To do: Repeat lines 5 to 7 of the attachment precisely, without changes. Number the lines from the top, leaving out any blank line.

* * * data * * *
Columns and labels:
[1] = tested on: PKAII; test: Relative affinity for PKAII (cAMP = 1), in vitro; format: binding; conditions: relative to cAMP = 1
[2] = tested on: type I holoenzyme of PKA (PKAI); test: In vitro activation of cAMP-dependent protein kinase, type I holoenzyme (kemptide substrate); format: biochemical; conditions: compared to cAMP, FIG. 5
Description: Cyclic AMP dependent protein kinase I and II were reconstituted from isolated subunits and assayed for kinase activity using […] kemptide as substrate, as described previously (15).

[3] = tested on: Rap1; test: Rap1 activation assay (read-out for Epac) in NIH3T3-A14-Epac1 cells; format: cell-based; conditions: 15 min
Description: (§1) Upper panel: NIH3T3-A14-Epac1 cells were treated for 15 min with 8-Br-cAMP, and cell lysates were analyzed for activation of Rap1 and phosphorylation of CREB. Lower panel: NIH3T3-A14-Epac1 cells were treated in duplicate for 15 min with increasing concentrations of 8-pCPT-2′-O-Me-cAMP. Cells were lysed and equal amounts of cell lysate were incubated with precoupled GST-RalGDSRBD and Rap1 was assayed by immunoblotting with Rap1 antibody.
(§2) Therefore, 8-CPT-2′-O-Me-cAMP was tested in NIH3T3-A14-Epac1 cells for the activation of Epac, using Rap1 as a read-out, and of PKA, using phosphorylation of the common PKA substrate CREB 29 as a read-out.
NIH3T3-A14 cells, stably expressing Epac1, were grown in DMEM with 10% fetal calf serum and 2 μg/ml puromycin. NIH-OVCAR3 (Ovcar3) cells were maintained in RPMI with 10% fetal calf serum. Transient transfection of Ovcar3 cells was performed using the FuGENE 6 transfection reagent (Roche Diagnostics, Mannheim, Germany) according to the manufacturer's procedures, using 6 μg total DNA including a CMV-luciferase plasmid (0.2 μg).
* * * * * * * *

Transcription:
[3] = tested on: Rap1; test: Rap1 activation assay (read-out for Epac) in NIH3T3-A14-Epac1 cells; format: cell-based; conditions: 15 min
Description: (§1) Upper panel: NIH3T3-A14-Epac1 cells were treated for 15 min with 8-Br-cAMP, and cell lysates were analyzed for activation of Rap1 and phosphorylation of CREB. Lower panel: NIH3T3-A14-Epac1 cells were treated in duplicate for 15 min with increasing concentrations of 8-pCPT-2′-O-Me-cAMP. Cells were lysed and equal amounts of cell lysate were incubated with precoupled GST-RalGDSRBD and Rap1 was assayed by immunoblotting with Rap1 antibody.
(§2) Therefore, 8-CPT-2′-O-Me-cAMP was tested in NIH3T3-A14-Epac1 cells for the activation of Epac, using Rap1 as a read-out, and of PKA, using phosphorylation of the common PKA substrate CREB 29 as a read-out.